Review – Shadowman #5 (Valiant)

Publisher: Valiant Entertainment
Writer: Cullen Bunn
Artist: Pedro Andreo
Colorist: Jordie Bellaire
Letterer: Clayton Cowles
Release Date: 19th January 2022

As the beginning of an “all-new arc” goes, Cullen Bunn’s disconcertingly distressing opening to issue five of Shadowman certainly ticks all the boxes for its New York-based publisher’s wish list to making “the best fans on the planet the best stories that will pull them into the Valiant [Entertainment] universe…” Indeed, the notion of a truly desperate child inadvertently raising a hungry horde of the Undead whilst using a spell to reincarnate his beloved mother from a local gravesite is superbly penned, and genuinely provides this comic with a chilling, yet highly emotional, start to its story-telling; “They told me how to bring you back. And look — you brought friends.”

Intriguingly, the Cape Fear-born writer also manages to use this highly engaging twenty-page periodical’s plot to throw some light on Jack Boniface’s private life as a simple musician from New Orleans. Alyssa’s evident admiration for the titular character’s skill with a sweet-sounding saxophone demonstrates that there is clearly more to Jim Shooter’s co-creation than a Darque powered super-hero who mindlessly battles grotesquely-shaped blights. The current Shadow Loa host clearly has both the discipline and passion to play his woodwind instrument with impressive gusto, and it therefore makes for a pleasant, momentary change of pace to see Jack basking in the cheering crowd’s applause following his successful stage performance.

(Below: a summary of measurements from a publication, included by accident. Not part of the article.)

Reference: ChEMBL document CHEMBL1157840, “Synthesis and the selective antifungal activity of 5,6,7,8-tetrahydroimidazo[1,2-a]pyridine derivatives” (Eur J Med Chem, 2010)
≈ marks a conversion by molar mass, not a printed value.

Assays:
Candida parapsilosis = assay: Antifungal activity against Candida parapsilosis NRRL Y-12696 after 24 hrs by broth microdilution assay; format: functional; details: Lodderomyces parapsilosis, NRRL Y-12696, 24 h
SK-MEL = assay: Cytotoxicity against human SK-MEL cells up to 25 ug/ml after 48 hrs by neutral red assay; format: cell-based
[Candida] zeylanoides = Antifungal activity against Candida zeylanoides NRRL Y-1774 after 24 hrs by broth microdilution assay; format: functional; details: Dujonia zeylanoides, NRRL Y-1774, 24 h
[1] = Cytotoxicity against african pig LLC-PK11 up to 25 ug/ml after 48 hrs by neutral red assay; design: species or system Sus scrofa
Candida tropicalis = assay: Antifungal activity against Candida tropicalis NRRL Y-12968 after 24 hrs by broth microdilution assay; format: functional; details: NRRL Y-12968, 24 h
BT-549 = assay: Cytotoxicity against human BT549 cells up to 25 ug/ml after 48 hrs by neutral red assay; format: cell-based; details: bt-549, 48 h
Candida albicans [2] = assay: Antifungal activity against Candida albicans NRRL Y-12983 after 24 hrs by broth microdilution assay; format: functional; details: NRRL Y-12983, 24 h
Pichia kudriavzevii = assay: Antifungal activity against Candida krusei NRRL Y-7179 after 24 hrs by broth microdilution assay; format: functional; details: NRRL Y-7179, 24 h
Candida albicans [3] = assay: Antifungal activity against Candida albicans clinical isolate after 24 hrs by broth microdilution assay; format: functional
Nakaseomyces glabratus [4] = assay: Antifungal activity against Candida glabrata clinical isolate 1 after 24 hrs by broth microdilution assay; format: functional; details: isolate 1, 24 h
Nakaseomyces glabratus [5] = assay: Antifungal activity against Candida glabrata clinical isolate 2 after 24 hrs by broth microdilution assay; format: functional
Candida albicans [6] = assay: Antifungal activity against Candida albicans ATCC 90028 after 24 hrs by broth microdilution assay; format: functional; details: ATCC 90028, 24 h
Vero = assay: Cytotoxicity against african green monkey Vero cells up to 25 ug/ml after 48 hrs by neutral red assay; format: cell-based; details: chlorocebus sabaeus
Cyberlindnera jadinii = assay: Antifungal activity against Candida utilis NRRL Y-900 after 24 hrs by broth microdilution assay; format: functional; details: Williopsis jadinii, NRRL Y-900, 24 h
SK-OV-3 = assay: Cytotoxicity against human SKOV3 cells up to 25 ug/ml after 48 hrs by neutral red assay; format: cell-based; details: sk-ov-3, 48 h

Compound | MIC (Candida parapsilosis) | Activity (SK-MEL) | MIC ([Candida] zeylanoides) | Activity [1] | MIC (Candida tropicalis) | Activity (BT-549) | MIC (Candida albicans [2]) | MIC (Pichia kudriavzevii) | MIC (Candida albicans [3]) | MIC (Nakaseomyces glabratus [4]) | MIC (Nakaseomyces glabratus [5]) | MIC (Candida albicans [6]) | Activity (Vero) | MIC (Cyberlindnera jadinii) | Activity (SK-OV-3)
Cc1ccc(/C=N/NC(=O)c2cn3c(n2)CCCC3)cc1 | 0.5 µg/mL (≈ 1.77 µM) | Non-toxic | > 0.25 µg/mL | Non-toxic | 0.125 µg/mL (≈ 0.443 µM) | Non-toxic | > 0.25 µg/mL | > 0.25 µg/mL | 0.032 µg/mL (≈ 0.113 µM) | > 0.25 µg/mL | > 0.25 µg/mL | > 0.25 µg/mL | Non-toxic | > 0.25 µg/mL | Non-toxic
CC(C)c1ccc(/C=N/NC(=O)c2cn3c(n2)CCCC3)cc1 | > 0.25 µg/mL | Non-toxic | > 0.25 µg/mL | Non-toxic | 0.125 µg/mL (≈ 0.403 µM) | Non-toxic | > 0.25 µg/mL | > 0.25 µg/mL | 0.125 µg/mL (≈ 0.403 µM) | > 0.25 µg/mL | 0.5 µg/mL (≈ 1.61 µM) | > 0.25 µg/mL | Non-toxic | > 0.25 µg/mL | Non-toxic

In stark contrast however, this book’s final third is debatably a bit of a choppy, somewhat lack-lustre affair, which seemingly promises much and then delivers little apart from plenty of dialogue-filled word balloons. The notion of Boniface travelling to the Deadside to confront a literal army of multi-eyed, heavily-tentacled nightmares whilst armed with his deadly demonic scythe sounds like the recipe for a pulse-pounding fracas of the highest order. But lamentably, all Bunn’s narrative actually provides is Shadowman apparently trying to negotiate a peace-deal with his eternal enemies from Hell because he’s grown tired of killing them.

Fortunately, Pedro Andreo’s artwork definitely helps the reader negotiate such a surprisingly sedentary discourse, and undeniable adds some tremendous pathos to the aforementioned scene where a naïve infant son is briefly reunited with his dead mother. In fact, the Spanish illustrator’s exemplary handling of that deeply sad meeting, and the unsurprising consequence of Shadowman having to then cut down many a brain-eating cadaver afterwards when they attack some nearby hapless civilians, are easily the visual highlights of this comic.


The writer of this piece was: Blax Kleric
Blax Tweets from @Blaxkleric ‏
You can read more of his reviews at The Brown Bag

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